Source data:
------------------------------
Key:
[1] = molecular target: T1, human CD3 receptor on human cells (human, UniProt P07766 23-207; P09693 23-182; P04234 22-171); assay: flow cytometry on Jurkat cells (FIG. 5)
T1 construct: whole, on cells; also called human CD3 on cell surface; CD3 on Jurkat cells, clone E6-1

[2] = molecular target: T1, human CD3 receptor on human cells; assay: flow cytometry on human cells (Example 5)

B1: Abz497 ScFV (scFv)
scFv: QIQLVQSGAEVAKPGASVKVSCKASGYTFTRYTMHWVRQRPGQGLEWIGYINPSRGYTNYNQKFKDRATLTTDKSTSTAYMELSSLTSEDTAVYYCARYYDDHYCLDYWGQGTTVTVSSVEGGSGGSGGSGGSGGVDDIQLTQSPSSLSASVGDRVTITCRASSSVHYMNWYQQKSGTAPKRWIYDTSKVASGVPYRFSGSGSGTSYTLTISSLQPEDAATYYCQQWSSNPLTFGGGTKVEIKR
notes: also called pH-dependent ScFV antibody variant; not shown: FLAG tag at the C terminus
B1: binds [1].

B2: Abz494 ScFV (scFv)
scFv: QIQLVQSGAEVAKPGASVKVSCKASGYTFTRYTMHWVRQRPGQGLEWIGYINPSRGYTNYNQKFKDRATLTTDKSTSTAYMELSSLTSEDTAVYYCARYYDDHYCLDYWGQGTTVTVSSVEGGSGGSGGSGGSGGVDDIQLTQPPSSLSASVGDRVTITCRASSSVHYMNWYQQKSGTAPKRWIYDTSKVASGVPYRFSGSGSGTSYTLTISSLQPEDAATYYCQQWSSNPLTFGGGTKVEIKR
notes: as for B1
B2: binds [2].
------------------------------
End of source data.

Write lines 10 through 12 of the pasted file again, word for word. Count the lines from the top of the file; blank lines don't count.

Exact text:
scFv: QIQLVQSGAEVAKPGASVKVSCKASGYTFTRYTMHWVRQRPGQGLEWIGYINPSRGYTNYNQKFKDRATLTTDKSTSTAYMELSSLTSEDTAVYYCARYYDDHYCLDYWGQGTTVTVSSVEGGSGGSGGSGGSGGVDDIQLTQPPSSLSASVGDRVTITCRASSSVHYMNWYQQKSGTAPKRWIYDTSKVASGVPYRFSGSGSGTSYTLTISSLQPEDAATYYCQQWSSNPLTFGGGTKVEIKR
notes: as for B1
B2: binds [2].